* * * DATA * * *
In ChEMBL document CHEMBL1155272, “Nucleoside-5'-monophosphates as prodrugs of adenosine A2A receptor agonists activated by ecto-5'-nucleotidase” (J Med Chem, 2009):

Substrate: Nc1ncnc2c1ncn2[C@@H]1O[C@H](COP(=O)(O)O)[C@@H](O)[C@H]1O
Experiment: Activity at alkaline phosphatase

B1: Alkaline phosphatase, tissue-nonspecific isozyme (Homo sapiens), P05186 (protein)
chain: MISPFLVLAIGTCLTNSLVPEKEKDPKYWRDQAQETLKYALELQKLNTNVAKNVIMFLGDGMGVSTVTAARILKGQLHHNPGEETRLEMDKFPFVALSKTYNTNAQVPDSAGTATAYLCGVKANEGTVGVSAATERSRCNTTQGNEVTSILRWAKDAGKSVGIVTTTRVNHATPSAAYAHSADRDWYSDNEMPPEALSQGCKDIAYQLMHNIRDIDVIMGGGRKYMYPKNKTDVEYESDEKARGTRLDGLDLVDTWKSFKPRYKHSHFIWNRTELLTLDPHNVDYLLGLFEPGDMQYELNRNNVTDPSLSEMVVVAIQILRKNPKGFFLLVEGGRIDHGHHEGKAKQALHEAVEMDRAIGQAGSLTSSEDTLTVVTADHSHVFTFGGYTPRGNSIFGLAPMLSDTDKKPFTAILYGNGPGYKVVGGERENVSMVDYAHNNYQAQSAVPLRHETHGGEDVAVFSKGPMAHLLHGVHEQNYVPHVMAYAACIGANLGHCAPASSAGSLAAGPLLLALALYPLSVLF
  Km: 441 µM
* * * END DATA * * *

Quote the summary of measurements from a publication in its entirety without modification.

In ChEMBL document CHEMBL1155272, “Nucleoside-5'-monophosphates as prodrugs of adenosine A2A receptor agonists activated by ecto-5'-nucleotidase” (J Med Chem, 2009):

Substrate: Nc1ncnc2c1ncn2[C@@H]1O[C@H](COP(=O)(O)O)[C@@H](O)[C@H]1O
Experiment: Activity at alkaline phosphatase

B1: Alkaline phosphatase, tissue-nonspecific isozyme (Homo sapiens), P05186 (protein)
chain: MISPFLVLAIGTCLTNSLVPEKEKDPKYWRDQAQETLKYALELQKLNTNVAKNVIMFLGDGMGVSTVTAARILKGQLHHNPGEETRLEMDKFPFVALSKTYNTNAQVPDSAGTATAYLCGVKANEGTVGVSAATERSRCNTTQGNEVTSILRWAKDAGKSVGIVTTTRVNHATPSAAYAHSADRDWYSDNEMPPEALSQGCKDIAYQLMHNIRDIDVIMGGGRKYMYPKNKTDVEYESDEKARGTRLDGLDLVDTWKSFKPRYKHSHFIWNRTELLTLDPHNVDYLLGLFEPGDMQYELNRNNVTDPSLSEMVVVAIQILRKNPKGFFLLVEGGRIDHGHHEGKAKQALHEAVEMDRAIGQAGSLTSSEDTLTVVTADHSHVFTFGGYTPRGNSIFGLAPMLSDTDKKPFTAILYGNGPGYKVVGGERENVSMVDYAHNNYQAQSAVPLRHETHGGEDVAVFSKGPMAHLLHGVHEQNYVPHVMAYAACIGANLGHCAPASSAGSLAAGPLLLALALYPLSVLF
  Km: 441 µM